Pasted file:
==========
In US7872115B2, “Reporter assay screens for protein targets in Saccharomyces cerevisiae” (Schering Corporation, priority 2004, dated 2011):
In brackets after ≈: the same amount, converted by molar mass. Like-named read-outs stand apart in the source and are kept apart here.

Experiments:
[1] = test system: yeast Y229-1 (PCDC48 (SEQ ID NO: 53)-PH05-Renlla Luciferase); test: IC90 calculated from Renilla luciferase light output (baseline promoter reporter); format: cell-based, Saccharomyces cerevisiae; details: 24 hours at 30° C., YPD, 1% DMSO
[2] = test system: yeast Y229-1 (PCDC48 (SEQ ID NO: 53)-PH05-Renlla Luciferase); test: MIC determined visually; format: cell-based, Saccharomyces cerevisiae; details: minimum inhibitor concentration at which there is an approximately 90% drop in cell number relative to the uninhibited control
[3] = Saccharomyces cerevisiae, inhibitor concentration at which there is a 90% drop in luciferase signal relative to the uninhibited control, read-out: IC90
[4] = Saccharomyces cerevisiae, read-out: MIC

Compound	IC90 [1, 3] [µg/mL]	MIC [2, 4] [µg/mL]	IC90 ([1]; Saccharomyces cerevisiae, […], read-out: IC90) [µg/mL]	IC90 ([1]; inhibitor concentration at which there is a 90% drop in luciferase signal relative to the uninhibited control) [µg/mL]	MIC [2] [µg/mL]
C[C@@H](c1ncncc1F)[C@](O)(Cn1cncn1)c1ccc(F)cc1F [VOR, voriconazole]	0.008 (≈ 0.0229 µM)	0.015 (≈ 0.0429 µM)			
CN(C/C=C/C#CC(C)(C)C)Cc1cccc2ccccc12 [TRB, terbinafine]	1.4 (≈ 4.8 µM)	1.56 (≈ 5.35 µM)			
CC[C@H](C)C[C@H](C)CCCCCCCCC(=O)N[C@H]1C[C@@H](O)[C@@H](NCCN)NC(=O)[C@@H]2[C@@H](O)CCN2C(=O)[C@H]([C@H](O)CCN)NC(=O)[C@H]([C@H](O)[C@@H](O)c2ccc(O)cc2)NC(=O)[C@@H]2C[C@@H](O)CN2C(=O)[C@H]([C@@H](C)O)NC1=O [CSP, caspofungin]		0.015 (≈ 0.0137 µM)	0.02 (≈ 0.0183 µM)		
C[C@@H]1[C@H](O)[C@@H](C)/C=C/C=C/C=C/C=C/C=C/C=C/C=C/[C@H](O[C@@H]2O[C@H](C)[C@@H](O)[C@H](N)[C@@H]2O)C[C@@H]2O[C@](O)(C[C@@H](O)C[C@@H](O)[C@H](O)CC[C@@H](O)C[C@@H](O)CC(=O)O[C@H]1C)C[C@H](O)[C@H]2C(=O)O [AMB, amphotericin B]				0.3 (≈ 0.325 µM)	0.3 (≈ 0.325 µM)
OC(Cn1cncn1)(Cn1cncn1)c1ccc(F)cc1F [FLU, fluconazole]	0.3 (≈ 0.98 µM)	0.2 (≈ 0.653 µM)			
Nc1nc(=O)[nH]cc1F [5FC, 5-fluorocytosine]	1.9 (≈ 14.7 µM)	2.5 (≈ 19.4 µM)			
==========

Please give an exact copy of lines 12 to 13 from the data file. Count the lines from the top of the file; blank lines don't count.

C[C@@H]1[C@H](O)[C@@H](C)/C=C/C=C/C=C/C=C/C=C/C=C/C=C/[C@H](O[C@@H]2O[C@H](C)[C@@H](O)[C@H](N)[C@@H]2O)C[C@@H]2O[C@](O)(C[C@@H](O)C[C@@H](O)[C@H](O)CC[C@@H](O)C[C@@H](O)CC(=O)O[C@H]1C)C[C@H](O)[C@H]2C(=O)O [AMB, amphotericin B]				0.3 (≈ 0.325 µM)	0.3 (≈ 0.325 µM)
OC(Cn1cncn1)(Cn1cncn1)c1ccc(F)cc1F [FLU, fluconazole]	0.3 (≈ 0.98 µM)	0.2 (≈ 0.653 µM)			